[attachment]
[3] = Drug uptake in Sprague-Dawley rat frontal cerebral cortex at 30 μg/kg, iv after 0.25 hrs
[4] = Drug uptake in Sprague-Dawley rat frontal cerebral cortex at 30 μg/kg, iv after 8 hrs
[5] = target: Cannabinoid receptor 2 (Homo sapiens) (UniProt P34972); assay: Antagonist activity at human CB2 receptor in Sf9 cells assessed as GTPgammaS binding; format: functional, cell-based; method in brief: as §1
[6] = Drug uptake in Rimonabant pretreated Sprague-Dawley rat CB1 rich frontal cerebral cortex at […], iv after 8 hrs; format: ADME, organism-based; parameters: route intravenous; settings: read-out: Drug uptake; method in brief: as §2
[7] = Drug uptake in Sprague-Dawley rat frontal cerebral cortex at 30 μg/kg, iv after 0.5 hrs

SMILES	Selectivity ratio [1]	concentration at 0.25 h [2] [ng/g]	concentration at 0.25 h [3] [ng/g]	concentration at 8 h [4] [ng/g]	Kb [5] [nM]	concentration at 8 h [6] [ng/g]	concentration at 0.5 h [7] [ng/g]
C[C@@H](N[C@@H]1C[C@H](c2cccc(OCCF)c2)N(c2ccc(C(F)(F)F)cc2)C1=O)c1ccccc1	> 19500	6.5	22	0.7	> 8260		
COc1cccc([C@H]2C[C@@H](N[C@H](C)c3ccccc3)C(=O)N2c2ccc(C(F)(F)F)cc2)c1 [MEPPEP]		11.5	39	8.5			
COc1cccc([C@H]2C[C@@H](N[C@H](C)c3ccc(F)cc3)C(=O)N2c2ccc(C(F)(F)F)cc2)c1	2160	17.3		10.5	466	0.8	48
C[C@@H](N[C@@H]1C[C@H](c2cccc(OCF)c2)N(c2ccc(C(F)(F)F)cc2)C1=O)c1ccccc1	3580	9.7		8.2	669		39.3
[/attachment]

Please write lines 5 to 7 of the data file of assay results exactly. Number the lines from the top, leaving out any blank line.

[7] = Drug uptake in Sprague-Dawley rat frontal cerebral cortex at 30 μg/kg, iv after 0.5 hrs

SMILES	Selectivity ratio [1]	concentration at 0.25 h [2] [ng/g]	concentration at 0.25 h [3] [ng/g]	concentration at 8 h [4] [ng/g]	Kb [5] [nM]	concentration at 8 h [6] [ng/g]	concentration at 0.5 h [7] [ng/g]
C[C@@H](N[C@@H]1C[C@H](c2cccc(OCCF)c2)N(c2ccc(C(F)(F)F)cc2)C1=O)c1ccccc1	> 19500	6.5	22	0.7	> 8260		